poetreader said...


Your presence here is appreciated. Gentle disagreement such as yours is important if we are all to be kept thinking, even if that disagreement is the somewhat annoying constant ringing of the changes upon the one issue of papal supremacy, as applied to every other issue.

However, I fail to understand why a single human voice, standing as the final authority, from whom there is no appeal, might be a desirable thing. Perhaps it would be tidier, but when did God's workings appear tidy to mere men? The Scriptures are not tidy, nor are the writings of the Fathers.

I find a basic and somewhat frightening problem in the developed position of the Bishop of Rome, in that it attempts to put headship of the Church here on earth rather than in heaven. There is no multitude of heads, but one head and one only, Christ Jesus, and to refer to one man as 'head', even in passing, even if everything said of the papal office were true, is to arrogate to a man the position that is Christ's alone. Christ is not an absent overlord, but a constant presence in the midst of His people, with each and every one of whom he is in direct and intimate contact.

Unity comes not from a humanly perceptible apparatus, however well-constructed, but from the unity of each of the parts to Him. In fact, the appearance given by a centralized organization with a single 'head' often serves to mask a pervading disunity under a false appearance, a statement that may be made of the contemporary Roman Catholic Church, whose inner disunity is one of the reasons I cannot feel powerfully drawn to its bosom. On the contray, I see greater unity among the squabbling jurisdictions of the Continuing Anglicans or among the almost as disorderly Eastern Orthodox than I perceive in the monolithic umbrella of the RCC.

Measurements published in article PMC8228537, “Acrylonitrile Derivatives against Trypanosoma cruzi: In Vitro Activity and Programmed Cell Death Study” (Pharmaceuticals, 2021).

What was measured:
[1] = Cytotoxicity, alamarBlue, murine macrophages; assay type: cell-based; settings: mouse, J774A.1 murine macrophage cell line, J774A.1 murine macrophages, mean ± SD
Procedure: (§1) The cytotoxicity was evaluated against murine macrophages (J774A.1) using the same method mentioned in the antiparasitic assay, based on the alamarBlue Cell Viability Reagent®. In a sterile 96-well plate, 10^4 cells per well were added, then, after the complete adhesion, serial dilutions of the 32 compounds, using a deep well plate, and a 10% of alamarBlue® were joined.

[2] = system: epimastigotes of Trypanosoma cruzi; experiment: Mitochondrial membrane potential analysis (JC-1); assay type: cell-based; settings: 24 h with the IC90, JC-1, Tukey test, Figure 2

If one were to see the need of a single central authority-figure, I do believe that Benedict is a better choice than there has been in centuries, but still ...

The whole idea of a single head on earth offends my understanding of the Gospel and of the historic Catholic faith. Benedict is a mere man, possessed of the free will that is arguably a part of the imago dei. I see no indication that God promised to remove that free will from anyone. Therfore Benedict can fail and needs to be subject to the authority of the college of bishops, not their absolute overlord.

And all that seems a bit tangential to the matter at hand. How do we get beyond all this infighting to show a sinful and doomed world that there is an Answer?


Canon Tallis said...

I am thankful for Father Shaw's sermon and that Albion posted it, but even more so for Father Hart and Ed's responses to Patrick. I think Patrick and Benedict XVI need to read the New Testament more deeply and with more understanding, something which I believe the Roman Church has not done since the fateful and tragic election of Hildebrand as bishop of Rome.